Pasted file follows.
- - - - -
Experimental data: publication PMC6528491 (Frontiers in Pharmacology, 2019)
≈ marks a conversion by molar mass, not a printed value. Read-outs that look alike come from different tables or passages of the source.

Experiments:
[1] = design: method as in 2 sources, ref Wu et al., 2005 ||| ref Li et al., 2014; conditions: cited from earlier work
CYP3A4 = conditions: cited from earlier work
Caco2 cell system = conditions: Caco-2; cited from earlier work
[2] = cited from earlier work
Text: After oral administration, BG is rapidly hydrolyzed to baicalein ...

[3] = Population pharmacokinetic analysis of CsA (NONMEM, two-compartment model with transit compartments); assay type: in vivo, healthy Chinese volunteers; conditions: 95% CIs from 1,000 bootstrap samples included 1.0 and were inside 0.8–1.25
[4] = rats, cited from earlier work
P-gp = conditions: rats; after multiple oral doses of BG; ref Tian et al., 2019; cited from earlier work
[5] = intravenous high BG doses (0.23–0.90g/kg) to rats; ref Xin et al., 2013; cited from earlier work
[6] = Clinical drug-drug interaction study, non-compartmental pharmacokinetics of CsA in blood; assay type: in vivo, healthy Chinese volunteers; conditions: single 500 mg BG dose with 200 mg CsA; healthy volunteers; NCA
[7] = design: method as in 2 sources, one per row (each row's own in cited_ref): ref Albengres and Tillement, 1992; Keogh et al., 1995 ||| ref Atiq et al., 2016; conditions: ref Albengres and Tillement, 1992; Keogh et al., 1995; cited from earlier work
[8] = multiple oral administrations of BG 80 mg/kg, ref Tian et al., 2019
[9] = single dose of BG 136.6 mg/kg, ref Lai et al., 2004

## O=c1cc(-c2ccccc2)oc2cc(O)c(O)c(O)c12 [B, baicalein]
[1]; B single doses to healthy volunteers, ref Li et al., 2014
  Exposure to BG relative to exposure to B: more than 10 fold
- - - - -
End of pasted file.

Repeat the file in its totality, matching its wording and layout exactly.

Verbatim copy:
Experimental data: publication PMC6528491 (Frontiers in Pharmacology, 2019)
≈ marks a conversion by molar mass, not a printed value. Read-outs that look alike come from different tables or passages of the source.

Experiments:
[1] = design: method as in 2 sources, ref Wu et al., 2005 ||| ref Li et al., 2014; conditions: cited from earlier work
CYP3A4 = conditions: cited from earlier work
Caco2 cell system = conditions: Caco-2; cited from earlier work
[2] = cited from earlier work
Text: After oral administration, BG is rapidly hydrolyzed to baicalein ...

[3] = Population pharmacokinetic analysis of CsA (NONMEM, two-compartment model with transit compartments); assay type: in vivo, healthy Chinese volunteers; conditions: 95% CIs from 1,000 bootstrap samples included 1.0 and were inside 0.8–1.25
[4] = rats, cited from earlier work
P-gp = conditions: rats; after multiple oral doses of BG; ref Tian et al., 2019; cited from earlier work
[5] = intravenous high BG doses (0.23–0.90g/kg) to rats; ref Xin et al., 2013; cited from earlier work
[6] = Clinical drug-drug interaction study, non-compartmental pharmacokinetics of CsA in blood; assay type: in vivo, healthy Chinese volunteers; conditions: single 500 mg BG dose with 200 mg CsA; healthy volunteers; NCA
[7] = design: method as in 2 sources, one per row (each row's own in cited_ref): ref Albengres and Tillement, 1992; Keogh et al., 1995 ||| ref Atiq et al., 2016; conditions: ref Albengres and Tillement, 1992; Keogh et al., 1995; cited from earlier work
[8] = multiple oral administrations of BG 80 mg/kg, ref Tian et al., 2019
[9] = single dose of BG 136.6 mg/kg, ref Lai et al., 2004

## O=c1cc(-c2ccccc2)oc2cc(O)c(O)c(O)c12 [B, baicalein]
[1]; B single doses to healthy volunteers, ref Li et al., 2014
  Exposure to BG relative to exposure to B: more than 10 fold